Four courses are required to complete the emphasis area, two of which are mandatory:


The student will select two of the following offerings to complete the emphasis:


Additional Requirements:


It is expected that PhD dissertations will focus on a topic related to forensic psychology.

Psychodynamic Emphasis


The psychodynamic emphasis provides students with a coherent practical and theoretical framework to practice general psychology in a variety of settings with children and adults. The psychodynamic emphasis curriculum gives students exposure to coursework and supervision integrating object relations, self psychology, analytic psychology, existential psychology, and cognitive, science-based approaches to unconscious processes. Coursework and supervision prepare students for further professional development and specialization beyond the doctorate.

Students in the psychodynamic emphasis area are required to complete at least three courses among the psychodynamic offerings, complete at least one practicum with psychodynamic supervision, complete a dissertation in an area pertinent to psychodynamic theory, research or application.

  • PSY 8500 - Clinical Elective : Advanced Psychodynamic Interventions (3 units)
  • PSY 8500 - Clinical Elective: Psychoanalytic Psychotherapy with Adolescents (3 units)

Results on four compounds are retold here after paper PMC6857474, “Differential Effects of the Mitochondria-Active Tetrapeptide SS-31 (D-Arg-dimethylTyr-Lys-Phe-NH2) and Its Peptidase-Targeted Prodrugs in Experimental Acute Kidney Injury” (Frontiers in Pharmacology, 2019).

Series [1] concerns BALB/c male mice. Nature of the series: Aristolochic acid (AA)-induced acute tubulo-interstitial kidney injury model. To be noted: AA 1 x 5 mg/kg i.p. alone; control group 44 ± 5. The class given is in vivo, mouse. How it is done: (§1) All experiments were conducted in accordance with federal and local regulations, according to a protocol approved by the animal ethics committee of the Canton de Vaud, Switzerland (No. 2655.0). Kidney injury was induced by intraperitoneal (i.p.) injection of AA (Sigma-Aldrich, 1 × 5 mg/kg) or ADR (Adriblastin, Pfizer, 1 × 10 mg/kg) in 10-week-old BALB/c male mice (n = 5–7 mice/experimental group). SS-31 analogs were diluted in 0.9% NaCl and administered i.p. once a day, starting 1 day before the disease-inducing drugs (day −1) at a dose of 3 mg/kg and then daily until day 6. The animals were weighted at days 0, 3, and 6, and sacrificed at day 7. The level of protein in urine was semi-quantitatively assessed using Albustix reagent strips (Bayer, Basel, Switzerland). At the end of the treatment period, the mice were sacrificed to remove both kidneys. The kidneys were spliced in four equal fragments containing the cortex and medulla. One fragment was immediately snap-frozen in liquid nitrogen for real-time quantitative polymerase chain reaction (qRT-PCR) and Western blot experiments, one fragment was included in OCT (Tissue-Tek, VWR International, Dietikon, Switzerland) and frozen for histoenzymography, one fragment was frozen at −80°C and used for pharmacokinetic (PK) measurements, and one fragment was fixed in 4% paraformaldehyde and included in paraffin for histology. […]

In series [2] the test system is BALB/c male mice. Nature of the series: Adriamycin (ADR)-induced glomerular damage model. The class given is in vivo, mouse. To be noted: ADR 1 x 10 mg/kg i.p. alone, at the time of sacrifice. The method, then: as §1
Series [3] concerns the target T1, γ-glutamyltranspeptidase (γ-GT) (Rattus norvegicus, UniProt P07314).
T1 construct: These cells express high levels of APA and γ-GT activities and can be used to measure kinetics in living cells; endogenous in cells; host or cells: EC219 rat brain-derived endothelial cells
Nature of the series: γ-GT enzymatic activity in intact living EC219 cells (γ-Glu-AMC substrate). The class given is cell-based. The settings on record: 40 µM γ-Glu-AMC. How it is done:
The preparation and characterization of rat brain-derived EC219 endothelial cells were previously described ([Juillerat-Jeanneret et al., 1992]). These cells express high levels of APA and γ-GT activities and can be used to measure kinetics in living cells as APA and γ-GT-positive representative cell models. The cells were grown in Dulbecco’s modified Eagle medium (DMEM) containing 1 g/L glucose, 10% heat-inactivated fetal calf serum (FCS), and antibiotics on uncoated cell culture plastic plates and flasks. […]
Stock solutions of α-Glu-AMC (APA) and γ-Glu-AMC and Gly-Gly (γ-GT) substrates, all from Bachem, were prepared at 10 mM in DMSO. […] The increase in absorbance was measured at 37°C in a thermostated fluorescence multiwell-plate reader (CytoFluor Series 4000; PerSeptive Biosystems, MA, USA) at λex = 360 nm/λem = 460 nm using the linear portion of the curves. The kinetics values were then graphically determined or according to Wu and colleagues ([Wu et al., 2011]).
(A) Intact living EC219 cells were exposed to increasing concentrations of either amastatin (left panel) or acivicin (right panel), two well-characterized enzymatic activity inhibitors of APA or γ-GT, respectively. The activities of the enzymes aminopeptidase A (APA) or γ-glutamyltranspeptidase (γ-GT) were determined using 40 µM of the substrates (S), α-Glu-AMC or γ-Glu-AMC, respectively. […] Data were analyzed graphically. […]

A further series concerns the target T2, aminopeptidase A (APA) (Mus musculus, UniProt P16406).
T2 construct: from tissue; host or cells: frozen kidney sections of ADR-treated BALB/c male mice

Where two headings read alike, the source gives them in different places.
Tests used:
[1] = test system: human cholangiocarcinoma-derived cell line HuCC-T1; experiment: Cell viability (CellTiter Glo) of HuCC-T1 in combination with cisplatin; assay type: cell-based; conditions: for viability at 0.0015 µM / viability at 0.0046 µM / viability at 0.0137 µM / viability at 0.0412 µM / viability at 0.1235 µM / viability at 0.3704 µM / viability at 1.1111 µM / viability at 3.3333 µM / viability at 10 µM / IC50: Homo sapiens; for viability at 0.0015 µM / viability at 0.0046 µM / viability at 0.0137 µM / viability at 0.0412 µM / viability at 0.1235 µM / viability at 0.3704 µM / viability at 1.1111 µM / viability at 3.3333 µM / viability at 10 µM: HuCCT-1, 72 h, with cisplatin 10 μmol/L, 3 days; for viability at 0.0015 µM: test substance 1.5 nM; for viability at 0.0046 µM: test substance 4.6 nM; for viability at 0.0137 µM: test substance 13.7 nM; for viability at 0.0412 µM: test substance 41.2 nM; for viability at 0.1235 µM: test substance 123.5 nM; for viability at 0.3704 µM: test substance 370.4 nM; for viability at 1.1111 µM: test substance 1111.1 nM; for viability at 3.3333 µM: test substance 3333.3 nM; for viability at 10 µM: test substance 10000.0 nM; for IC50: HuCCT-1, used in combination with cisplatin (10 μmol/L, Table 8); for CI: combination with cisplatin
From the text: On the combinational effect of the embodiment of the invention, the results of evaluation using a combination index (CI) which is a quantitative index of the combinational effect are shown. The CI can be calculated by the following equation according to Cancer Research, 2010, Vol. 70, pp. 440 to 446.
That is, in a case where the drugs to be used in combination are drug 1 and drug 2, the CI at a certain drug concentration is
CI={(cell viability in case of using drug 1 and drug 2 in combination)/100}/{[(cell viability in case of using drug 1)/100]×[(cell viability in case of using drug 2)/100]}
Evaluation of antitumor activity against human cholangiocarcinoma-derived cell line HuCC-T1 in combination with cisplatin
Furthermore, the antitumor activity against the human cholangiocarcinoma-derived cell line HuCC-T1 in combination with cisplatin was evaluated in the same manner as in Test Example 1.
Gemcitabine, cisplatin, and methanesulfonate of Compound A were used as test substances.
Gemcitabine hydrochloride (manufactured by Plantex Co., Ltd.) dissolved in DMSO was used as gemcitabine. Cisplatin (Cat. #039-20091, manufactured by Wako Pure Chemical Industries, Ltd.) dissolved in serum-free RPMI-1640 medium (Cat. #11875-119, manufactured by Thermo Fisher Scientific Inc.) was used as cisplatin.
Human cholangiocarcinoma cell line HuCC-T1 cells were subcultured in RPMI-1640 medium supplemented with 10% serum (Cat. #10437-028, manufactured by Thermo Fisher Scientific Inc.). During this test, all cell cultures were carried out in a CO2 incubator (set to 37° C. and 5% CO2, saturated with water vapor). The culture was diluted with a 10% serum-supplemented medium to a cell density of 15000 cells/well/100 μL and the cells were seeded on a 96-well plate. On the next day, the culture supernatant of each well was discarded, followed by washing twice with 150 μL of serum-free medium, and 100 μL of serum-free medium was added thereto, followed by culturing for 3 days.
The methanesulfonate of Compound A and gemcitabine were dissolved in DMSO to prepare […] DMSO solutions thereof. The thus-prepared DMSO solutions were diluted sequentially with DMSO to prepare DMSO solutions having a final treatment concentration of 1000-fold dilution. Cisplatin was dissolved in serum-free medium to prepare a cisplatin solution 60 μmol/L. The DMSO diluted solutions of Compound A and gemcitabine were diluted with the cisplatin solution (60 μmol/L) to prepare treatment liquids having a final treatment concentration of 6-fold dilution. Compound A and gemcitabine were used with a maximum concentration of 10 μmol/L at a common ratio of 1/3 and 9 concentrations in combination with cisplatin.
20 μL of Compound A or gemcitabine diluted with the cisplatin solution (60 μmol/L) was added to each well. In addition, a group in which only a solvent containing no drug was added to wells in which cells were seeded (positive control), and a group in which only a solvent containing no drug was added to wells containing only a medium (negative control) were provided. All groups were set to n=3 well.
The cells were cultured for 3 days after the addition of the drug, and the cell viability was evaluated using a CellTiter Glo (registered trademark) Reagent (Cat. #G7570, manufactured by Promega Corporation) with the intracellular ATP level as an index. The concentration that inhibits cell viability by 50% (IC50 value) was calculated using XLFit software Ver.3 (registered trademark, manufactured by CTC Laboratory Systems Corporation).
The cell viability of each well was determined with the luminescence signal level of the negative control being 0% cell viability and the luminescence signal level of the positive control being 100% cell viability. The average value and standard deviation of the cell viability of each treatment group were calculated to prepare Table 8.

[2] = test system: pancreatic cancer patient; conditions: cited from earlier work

• PSY 8800 - Advanced Seminar : Theoretical Psychodynamic Issues (3 units)
  • PSY 8800 - Advanced Seminar: Object Relations (3 units)
  • PSY 8800 - Advanced Seminar: Research and Empirical Foundations of Psychoanalysis (3 units)

Students must also take at least one elective, which might include:


Additional Requirements:


BCBA eligibility also requires 1500 hours of supervised practicum experience. Students enrolled in the ABA Emphasis Area will be given priority for captive practica that meet eligibility requirements for BCBA certification.

Licensure


All psychologists who offer direct services to the public for a fee must be licensed or certified by the state in which they practice. Applicants for licensure in the state of California must hold an earned doctoral degree in psychology, educational psychology, education with a specialization in counseling psychology, or education with a specialization in educational psychology from an approved or accredited educational institution. They also must have completed 3,000 hours of supervised professional experience (of which at least 1,500 must be postdoctoral) and have taken and passed the national Examination for Professional Practice in Psychology (EPPP) and the California Psychology Supplemental Examination (CPSE). In addition, they must submit evidence of having completed coursework in human sexuality, child abuse, substance abuse, spousal abuse, and aging and long-term care. Continuing education is required to maintain the license. CSPP doctoral course requirements are designed to fulfill the programmatic requirements for licensure in California, and in some cases they exceed the requirements.